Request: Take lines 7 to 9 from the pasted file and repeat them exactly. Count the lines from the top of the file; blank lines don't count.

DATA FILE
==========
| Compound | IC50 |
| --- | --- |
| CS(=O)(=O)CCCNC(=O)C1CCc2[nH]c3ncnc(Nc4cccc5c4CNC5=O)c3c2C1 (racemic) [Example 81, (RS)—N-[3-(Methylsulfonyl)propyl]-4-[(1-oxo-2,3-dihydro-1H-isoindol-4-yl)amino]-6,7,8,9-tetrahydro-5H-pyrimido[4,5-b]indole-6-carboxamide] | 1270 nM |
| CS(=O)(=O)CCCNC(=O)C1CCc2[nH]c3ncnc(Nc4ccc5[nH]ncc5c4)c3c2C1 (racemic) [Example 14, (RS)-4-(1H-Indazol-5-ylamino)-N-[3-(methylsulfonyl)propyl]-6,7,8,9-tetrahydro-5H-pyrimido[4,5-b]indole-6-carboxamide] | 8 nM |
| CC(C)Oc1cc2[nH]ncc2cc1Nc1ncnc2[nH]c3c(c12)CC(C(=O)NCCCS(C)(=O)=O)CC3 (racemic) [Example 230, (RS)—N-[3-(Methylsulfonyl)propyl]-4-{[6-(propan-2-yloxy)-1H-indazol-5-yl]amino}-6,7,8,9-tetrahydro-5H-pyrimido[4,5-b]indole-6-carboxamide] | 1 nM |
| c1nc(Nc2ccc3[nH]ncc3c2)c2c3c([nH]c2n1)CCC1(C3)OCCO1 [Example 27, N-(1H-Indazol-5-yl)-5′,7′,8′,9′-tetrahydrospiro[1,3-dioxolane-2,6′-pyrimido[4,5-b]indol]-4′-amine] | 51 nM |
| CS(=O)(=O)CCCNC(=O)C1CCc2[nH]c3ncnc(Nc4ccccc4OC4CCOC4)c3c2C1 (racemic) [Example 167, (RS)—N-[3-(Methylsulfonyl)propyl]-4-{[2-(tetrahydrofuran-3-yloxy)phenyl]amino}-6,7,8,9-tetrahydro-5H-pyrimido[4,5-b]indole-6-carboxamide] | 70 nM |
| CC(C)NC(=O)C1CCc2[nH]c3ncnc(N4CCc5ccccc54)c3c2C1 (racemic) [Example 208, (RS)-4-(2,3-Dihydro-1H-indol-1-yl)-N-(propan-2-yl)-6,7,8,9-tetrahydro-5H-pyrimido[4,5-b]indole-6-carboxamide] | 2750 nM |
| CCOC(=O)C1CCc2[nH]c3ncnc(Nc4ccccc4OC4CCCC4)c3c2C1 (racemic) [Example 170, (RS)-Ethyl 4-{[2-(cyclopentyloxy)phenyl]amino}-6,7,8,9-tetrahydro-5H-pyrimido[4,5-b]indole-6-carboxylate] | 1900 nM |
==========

| CS(=O)(=O)CCCNC(=O)C1CCc2[nH]c3ncnc(Nc4ccccc4OC4CCOC4)c3c2C1 (racemic) [Example 167, (RS)—N-[3-(Methylsulfonyl)propyl]-4-{[2-(tetrahydrofuran-3-yloxy)phenyl]amino}-6,7,8,9-tetrahydro-5H-pyrimido[4,5-b]indole-6-carboxamide] | 70 nM |
| CC(C)NC(=O)C1CCc2[nH]c3ncnc(N4CCc5ccccc54)c3c2C1 (racemic) [Example 208, (RS)-4-(2,3-Dihydro-1H-indol-1-yl)-N-(propan-2-yl)-6,7,8,9-tetrahydro-5H-pyrimido[4,5-b]indole-6-carboxamide] | 2750 nM |
| CCOC(=O)C1CCc2[nH]c3ncnc(Nc4ccccc4OC4CCCC4)c3c2C1 (racemic) [Example 170, (RS)-Ethyl 4-{[2-(cyclopentyloxy)phenyl]amino}-6,7,8,9-tetrahydro-5H-pyrimido[4,5-b]indole-6-carboxylate] | 1900 nM |